Keep calm and qualify.
That, in essence, is the US men’s national team’s mindset as they enter the final sprint of Concacaf Octagonal World Cup qualifying this week, with difficult visits to Mexico (March 24) and Costa Rica (March 30) on either side of a pivotal home clash with Panama on Sunday (March 27).
“We're a group that's very confident in ourselves, in our own ability, and the way that everything that is the national team right now, we feel very confident that we will qualify,” FC Dallas winger Paul Arriola told reporters in a Monday afternoon media availability from the USMNT’s training base in Houston.
“But for us it's not even just about qualifying, it's about winning games, changing the way people see the US, and at the same time, I think this game coming up against Mexico is a great opportunity for us to go out there and show that we're continuously growing collectively and getting better as a nation. And I don't sense any fear within the group.”
The Yanks enter this window tied with El Tri in second place, on course for one of the three automatic qualification slots for Qatar 2022.
A great deal can go pear-shaped in the run-in, however, as the USMNT and their supporters learned in excruciatingly painful fashion five years ago, when a shock loss at Trinidad & Tobago combined with a perfect storm of results elsewhere added up to heartbreaking failure on the last matchday of the 2018 cycle.
“Having seen that, we know the responsibility that we have as players, representing way more than ourselves, representing this country. And I think for the most part everyone has gotten behind that,” said Nashville SC defender Walker Zimmerman.
“We accept that responsibility. We know that it's our job to qualify and that's our expectation. And so guys are prepared. It's been a really good environment as guys have rolled in the past day or two. So now we're just looking forward to one game at a time and that's what's going to get us there.”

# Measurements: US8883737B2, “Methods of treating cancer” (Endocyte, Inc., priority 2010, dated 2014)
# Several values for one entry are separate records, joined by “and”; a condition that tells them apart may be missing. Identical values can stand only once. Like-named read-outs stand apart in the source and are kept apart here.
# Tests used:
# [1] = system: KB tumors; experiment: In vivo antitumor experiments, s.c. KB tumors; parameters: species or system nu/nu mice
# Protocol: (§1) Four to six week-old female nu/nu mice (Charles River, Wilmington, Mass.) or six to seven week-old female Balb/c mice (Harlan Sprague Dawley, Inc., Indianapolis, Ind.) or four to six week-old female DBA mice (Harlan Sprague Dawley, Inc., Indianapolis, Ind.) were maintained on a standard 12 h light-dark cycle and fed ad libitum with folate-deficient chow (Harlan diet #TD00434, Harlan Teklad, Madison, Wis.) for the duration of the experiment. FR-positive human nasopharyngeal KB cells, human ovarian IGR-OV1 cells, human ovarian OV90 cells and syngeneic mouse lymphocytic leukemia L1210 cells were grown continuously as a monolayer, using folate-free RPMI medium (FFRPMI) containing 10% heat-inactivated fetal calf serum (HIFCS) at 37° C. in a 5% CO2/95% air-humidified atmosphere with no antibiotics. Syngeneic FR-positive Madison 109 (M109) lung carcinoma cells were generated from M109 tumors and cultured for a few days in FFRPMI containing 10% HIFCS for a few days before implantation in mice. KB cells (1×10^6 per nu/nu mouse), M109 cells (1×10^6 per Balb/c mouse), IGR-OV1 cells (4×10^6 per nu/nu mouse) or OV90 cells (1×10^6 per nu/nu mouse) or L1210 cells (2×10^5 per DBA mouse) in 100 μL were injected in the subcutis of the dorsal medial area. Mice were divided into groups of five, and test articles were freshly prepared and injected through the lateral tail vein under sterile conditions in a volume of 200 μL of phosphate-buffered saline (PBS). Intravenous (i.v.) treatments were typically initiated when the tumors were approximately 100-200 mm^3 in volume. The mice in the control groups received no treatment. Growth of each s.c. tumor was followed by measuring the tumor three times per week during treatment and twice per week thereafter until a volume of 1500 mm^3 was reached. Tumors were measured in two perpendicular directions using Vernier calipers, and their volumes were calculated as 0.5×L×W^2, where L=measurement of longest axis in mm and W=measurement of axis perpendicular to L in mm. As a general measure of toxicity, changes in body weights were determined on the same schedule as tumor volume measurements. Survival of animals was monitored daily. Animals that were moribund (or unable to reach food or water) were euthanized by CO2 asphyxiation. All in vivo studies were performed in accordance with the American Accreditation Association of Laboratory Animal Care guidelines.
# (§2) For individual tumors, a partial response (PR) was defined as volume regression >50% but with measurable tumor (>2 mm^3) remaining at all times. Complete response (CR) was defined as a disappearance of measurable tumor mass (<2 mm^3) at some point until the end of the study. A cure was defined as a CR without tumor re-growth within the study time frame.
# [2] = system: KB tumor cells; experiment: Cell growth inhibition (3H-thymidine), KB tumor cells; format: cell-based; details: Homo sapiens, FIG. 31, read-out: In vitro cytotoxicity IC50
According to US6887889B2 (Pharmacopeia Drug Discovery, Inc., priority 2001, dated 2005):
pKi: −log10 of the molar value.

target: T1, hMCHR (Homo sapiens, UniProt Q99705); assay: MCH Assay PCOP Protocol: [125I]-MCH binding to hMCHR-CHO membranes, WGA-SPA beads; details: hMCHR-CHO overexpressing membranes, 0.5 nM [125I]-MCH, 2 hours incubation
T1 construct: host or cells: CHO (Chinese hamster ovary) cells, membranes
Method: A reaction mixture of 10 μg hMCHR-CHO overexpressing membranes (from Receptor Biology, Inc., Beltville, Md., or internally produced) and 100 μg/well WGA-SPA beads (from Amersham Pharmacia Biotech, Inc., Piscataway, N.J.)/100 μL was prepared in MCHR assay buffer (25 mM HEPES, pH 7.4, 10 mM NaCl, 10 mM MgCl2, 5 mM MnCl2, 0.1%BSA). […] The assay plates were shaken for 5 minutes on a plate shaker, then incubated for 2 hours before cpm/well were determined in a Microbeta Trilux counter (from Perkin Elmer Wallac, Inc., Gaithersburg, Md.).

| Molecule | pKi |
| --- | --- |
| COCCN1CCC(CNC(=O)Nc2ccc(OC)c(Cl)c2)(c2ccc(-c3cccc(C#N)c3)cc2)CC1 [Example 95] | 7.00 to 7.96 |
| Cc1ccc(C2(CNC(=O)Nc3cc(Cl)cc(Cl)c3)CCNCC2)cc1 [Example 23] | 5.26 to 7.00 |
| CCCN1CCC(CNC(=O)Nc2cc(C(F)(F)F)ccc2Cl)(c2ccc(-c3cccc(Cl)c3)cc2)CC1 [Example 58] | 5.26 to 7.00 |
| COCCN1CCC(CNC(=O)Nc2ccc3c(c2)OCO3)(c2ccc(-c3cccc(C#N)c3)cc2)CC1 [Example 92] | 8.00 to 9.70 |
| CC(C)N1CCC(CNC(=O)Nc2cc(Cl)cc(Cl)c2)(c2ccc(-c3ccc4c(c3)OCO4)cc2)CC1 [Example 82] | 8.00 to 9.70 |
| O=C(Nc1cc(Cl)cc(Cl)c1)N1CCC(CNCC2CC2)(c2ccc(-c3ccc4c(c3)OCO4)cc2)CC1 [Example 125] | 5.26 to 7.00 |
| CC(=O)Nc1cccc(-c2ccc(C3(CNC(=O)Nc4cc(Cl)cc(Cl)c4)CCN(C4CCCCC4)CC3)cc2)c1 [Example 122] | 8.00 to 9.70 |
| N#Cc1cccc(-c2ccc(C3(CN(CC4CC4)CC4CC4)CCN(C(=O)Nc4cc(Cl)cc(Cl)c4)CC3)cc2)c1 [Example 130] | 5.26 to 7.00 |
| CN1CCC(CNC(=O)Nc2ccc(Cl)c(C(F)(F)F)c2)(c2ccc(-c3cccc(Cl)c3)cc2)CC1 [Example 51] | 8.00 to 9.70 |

Arriola was in the starting XI that fateful night in Couva, and also started in the USMNT’s 1-1 draw with Mexico at Azteca a few months earlier, one of the few bright spots in the US men’s program’s all-time qualifying record of 0W-13L-3D at the iconic venue in Mexico City. On Monday, he emphasized how different the composition and outlook of the current squad is compared to 2017.
“If I'm not wrong, I think we ended up playing a 5-2-3 [formation] to start the game. And it was a heavy atmosphere, it was very, very tough. I remember seeing the small amount of US fans that were all the way at the very, very top,” recalled Arriola, who also visited Azteca frequently during his Liga MX career with Club Tijuana.
“I remember the mentality was, ‘let's try and get whatever we can from this game.’ In comparison to that, I think now we're going down there to win. And that's a different mentality. And that's something that I think we truly believe that we can do, is to harm this Mexico side and put ourselves at the best position possible to win the following games.”
The trauma of the failure to reach Russia 2018 – the first World Cup the USMNT missed out on since 1986 – cast a long, deep shadow over everyone around the program, not least the fanbase, large swathes of which are understandably jittery as the current team remains short of clinching with three tricky matchdays left.
Losing key regulars Weston McKennie, Sergino Dest, Matt Turner and now Brenden Aaronson – who was officially ruled out of this window by a knee issue on Monday afternoon – to injury has only amplified those nerves. Yet the players themselves, and the sturdy collective they’ve crafted over the past year or so, are wired differently, according to Arriola and Zimmerman.
“I don't think it's nervousness. I think it's excitement, said Zimmerman. “At this level you want to play in big games, you want to have that responsibility and recognize the importance of it and embrace it. And so I think we have that kind of DNA amongst a lot of our players. So just excitement and ready to get going.
“A big part of the potential success that we have is our ability to mentally stay calm, stay disciplined, stay organized, handle all … the different factors and elements, whether it's the altitude, whether it's them throwing everything at us. It's handling that in a good way, staying levelheaded, and I think we have a group that's proven that we can do that.”